European Western Balkans

Slim chances for Serbia’s progress towards the EU by year’s end, relationship with Russia the biggest problem

Vladimir Putin and Aleksandar Vučić; Photo: Tanjug / Tanja Valić

In the existing challenges for Serbia’s progress in the accession negotiations with the European Union, the biggest of which is currently harmonization with The Common Foreign and Security Policy (CFSP), it is hard to believe that by the end of this year could happen some sudden turn that would bind Serbia more firmly to the EU.

This is the conclusion of experts on European integration discussing for European Western Balkans the chances for Serbia to make some visible progress on its European path by the end of 2022. After there were no positive results at the June summit of the leaders of the EU member states and the countries of the Western Balkans, Serbia could only hope for a different outcome at the upcoming summit which should be held in December.

A tangible next step for positive developments in European integration should be the opening of Cluster Three in the negotiation process, which is related to “Competitiveness and inclusive growth”.

Even if Serbia is ready to fulfill its part of its obligations in this area, the wider political context leaves no room for the belief that all EU member states will give it the green light, our interlocutors indicate.

As no good news is expected from the EU’s enlargement policy for Serbia at the moment, the “straw of salvation”, i.e., a clearer determination of the EU itself as to whether it wants to strengthen ties with the region, could already be obtained at the October meeting of the new format – the European Political Community.

Waiting for the green light for Cluster Three

In June of this year, Serbia did not receive the green light to open Cluster Three, which includes chapters: Information Society and Media (10), Taxation (16), Economic and Monetary Policy (17), Social Policy and Employment (19), Entrepreneurship and Industrial politics (20), Science and Research (25), Education and Culture (26) and Customs Union (29).

The reason for this was insufficient compliance of Serbia with the Common Foreign and Security Policy of the EU, points out Suzana Grubješić, vice president of the Center for Foreign Policy.

“The same reason could also apply in December, if the new government is not willing to increase the compliance percentage,” Grubješić warns.

The other two criteria for progress in the negotiations, as indicated by Grubješić, are already known – the rule of law and dialogue with Pristina.

“In the best-case scenario, visible progress in all three areas would certainly contribute to speeding up the process, but it is certain that due to the war in Ukraine and Russian aggression, alignment with the Common Foreign and Security Policy of the EU currently represents the biggest challenge for Serbia, primarily due to the direct connection with solving of the Kosovo issue,” she emphasized.

Strahinja Subotić, a senior researcher at the Center for European Policies, points out for EWB that the domestic negotiating team did work on fulfilling the conditions for opening cluster three, but the accession process, as Subotić reminds, does not only mean compliance with EU legal regulations but also actions on both the domestic and external political plan which are following the values ​​represented by the EU.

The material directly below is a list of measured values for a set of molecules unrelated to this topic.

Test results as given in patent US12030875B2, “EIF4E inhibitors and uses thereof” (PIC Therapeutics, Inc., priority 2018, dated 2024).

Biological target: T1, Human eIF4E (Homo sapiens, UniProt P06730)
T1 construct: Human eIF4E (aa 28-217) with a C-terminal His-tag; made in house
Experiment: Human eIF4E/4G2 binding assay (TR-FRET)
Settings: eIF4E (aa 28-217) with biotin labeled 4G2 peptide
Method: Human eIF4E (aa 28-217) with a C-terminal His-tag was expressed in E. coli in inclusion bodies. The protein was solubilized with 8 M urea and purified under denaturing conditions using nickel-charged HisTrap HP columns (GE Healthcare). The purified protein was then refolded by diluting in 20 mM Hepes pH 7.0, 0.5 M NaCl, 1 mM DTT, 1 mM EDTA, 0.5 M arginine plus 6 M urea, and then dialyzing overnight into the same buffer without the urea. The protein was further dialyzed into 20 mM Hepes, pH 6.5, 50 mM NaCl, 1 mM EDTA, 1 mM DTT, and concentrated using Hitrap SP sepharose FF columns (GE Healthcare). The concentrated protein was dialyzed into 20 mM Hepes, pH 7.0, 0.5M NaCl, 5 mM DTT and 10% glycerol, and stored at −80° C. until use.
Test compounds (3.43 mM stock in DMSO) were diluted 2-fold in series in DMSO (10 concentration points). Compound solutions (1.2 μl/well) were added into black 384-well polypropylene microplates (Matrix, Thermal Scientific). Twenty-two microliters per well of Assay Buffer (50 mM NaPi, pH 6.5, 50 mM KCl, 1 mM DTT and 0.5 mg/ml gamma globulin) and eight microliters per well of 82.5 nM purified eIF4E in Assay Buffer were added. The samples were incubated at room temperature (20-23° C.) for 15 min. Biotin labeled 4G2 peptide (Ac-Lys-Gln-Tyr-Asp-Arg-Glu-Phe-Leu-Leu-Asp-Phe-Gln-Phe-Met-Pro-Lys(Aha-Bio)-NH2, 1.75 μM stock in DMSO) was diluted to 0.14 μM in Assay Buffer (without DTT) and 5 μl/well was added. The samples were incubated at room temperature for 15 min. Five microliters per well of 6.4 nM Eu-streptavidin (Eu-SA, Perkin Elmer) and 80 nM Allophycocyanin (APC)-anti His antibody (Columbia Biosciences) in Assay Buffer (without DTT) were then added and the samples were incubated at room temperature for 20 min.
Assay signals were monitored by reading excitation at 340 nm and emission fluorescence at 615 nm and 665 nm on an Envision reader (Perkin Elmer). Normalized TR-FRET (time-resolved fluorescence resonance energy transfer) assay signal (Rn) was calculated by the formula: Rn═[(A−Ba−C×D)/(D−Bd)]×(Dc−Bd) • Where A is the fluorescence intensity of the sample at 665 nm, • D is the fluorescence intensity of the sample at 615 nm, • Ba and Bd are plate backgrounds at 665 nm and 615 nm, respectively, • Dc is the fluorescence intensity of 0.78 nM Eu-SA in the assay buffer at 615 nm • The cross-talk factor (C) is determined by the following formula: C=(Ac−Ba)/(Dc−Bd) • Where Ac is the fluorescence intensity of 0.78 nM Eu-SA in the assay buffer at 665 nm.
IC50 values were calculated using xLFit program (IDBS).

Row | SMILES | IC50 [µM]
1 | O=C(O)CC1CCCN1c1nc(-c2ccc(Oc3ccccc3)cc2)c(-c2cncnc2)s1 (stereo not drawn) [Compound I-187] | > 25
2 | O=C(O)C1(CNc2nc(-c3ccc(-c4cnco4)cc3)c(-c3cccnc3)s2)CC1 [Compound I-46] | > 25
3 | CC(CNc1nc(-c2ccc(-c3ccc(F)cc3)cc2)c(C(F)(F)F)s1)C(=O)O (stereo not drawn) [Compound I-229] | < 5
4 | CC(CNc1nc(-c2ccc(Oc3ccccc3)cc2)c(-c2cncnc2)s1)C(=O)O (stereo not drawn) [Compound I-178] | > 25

“In this respect, Serbia may have Cluster Three ready because it has already opened certain chapters in that cluster and worked on negotiating positions for other chapters. It is clear, however, that the second part will gain more importance, namely the European values. On the domestic level that means the rule of law, on the regional level they are reflected in the form of dialogue with Pristina, and finally on the wider European level they are now represented in the form of the sanctions against Russia”, he emphasizes.

Serbia must be the first to show a sign of goodwill

At this moment, the acceleration of the dialogue with Pristina has gained special political importance, as Subotić points out, because if there is no progress on that front – the status quo opens space for negative consequences, both on the lives of citizens and on regional stability, which is an important issue from the EU’s point of view.

He adds that, just as the issue of identity cards for Kosovo citizens has been resolved, the EU will continue to insist on harmonizing Serbia with the EU’s foreign policy regarding Russia, which is something that “the member states cannot forget”, emphasizes Subotić.

“If Serbia does not want to fully adopt all the sanctions packages, it would have to “at least” gradually harmonize with the packages by the end of the year, and that would mean a positive message. The EU expects that Serbia will take those steps when it forms a new government and that there will be no more room for any excuses. If we do not show that sign of goodwill, I see no reason why the member states would unanimously decide to open Cluster Three to Serbia,” he stressed.

Subotić concludes that he is “pessimistic” regarding the possible progress of Serbia towards the EU in the next six months and that there is no good forecast, but also that “politicians show the ability to sometimes surprise us, as was the surprise of giving in to Kosovo’s requests for ID cards”, with pressure from the EU and USA on that plan.

“Whether the opening of the cluster happens or not, the negotiations will certainly continue. Serbia can meet technical criteria, regulations, requirements in certain chapters, but from the political side, this will not be perpetuated by opening clusters and closing chapters. Despite the fact that the EU cannot be unanimous in awarding Serbia, this does not in any way prevent Serbia from continuing to deepen its reforms,” Subotić said.